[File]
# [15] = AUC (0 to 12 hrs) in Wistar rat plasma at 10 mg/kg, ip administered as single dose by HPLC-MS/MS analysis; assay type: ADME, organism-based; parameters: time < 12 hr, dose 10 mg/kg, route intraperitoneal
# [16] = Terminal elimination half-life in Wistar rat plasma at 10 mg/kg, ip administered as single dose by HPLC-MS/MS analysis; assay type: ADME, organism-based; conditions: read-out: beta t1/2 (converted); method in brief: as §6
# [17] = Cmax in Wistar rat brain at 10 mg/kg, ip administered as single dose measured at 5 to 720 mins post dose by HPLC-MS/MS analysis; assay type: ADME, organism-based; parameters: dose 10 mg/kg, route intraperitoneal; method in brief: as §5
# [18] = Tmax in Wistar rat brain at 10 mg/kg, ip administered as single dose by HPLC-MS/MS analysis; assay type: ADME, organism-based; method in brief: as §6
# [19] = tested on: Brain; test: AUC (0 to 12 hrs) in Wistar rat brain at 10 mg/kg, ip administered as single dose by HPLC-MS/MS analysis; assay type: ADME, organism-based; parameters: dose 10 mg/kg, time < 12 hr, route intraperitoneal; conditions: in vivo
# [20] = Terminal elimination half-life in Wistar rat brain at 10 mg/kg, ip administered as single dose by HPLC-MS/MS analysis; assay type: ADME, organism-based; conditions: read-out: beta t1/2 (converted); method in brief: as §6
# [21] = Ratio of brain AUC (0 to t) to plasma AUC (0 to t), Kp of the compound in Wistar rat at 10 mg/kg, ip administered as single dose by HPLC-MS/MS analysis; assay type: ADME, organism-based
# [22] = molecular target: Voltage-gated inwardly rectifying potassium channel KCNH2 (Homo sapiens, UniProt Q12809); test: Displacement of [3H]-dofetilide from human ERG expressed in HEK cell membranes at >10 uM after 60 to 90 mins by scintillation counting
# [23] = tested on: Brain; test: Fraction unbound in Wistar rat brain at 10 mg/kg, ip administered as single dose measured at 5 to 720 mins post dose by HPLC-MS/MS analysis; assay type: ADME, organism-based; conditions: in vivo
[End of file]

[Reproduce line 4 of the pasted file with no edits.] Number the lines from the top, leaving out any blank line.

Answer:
# [18] = Tmax in Wistar rat brain at 10 mg/kg, ip administered as single dose by HPLC-MS/MS analysis; assay type: ADME, organism-based; method in brief: as §6